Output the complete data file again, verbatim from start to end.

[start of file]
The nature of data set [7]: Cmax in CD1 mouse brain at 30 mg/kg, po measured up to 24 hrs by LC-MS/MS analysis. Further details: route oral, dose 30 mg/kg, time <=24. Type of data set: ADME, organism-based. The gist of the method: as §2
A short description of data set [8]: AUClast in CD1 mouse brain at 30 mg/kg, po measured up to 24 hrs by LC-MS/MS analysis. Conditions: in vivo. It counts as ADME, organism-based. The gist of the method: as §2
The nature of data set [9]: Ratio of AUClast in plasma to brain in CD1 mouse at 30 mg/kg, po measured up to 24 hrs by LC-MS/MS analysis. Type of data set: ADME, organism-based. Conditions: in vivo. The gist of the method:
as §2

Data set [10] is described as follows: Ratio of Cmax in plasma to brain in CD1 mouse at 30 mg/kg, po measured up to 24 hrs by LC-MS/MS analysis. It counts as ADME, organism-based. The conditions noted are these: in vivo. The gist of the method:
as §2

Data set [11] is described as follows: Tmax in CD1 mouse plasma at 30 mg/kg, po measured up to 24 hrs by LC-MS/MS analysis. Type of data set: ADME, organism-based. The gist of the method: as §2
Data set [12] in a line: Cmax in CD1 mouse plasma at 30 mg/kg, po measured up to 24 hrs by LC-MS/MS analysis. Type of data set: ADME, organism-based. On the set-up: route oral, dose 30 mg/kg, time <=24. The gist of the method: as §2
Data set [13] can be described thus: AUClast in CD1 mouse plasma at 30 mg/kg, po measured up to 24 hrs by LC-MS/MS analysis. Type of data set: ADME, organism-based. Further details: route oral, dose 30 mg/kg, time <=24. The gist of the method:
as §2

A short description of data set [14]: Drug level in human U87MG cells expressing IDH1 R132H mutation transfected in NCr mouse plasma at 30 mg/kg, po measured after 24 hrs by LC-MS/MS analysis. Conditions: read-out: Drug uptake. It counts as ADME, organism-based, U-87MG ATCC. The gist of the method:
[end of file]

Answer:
The nature of data set [7]: Cmax in CD1 mouse brain at 30 mg/kg, po measured up to 24 hrs by LC-MS/MS analysis. Further details: route oral, dose 30 mg/kg, time <=24. Type of data set: ADME, organism-based. The gist of the method: as §2
A short description of data set [8]: AUClast in CD1 mouse brain at 30 mg/kg, po measured up to 24 hrs by LC-MS/MS analysis. Conditions: in vivo. It counts as ADME, organism-based. The gist of the method: as §2
The nature of data set [9]: Ratio of AUClast in plasma to brain in CD1 mouse at 30 mg/kg, po measured up to 24 hrs by LC-MS/MS analysis. Type of data set: ADME, organism-based. Conditions: in vivo. The gist of the method:
as §2

Data set [10] is described as follows: Ratio of Cmax in plasma to brain in CD1 mouse at 30 mg/kg, po measured up to 24 hrs by LC-MS/MS analysis. It counts as ADME, organism-based. The conditions noted are these: in vivo. The gist of the method:
as §2

Data set [11] is described as follows: Tmax in CD1 mouse plasma at 30 mg/kg, po measured up to 24 hrs by LC-MS/MS analysis. Type of data set: ADME, organism-based. The gist of the method: as §2
Data set [12] in a line: Cmax in CD1 mouse plasma at 30 mg/kg, po measured up to 24 hrs by LC-MS/MS analysis. Type of data set: ADME, organism-based. On the set-up: route oral, dose 30 mg/kg, time <=24. The gist of the method: as §2
Data set [13] can be described thus: AUClast in CD1 mouse plasma at 30 mg/kg, po measured up to 24 hrs by LC-MS/MS analysis. Type of data set: ADME, organism-based. Further details: route oral, dose 30 mg/kg, time <=24. The gist of the method:
as §2

A short description of data set [14]: Drug level in human U87MG cells expressing IDH1 R132H mutation transfected in NCr mouse plasma at 30 mg/kg, po measured after 24 hrs by LC-MS/MS analysis. Conditions: read-out: Drug uptake. It counts as ADME, organism-based, U-87MG ATCC. The gist of the method: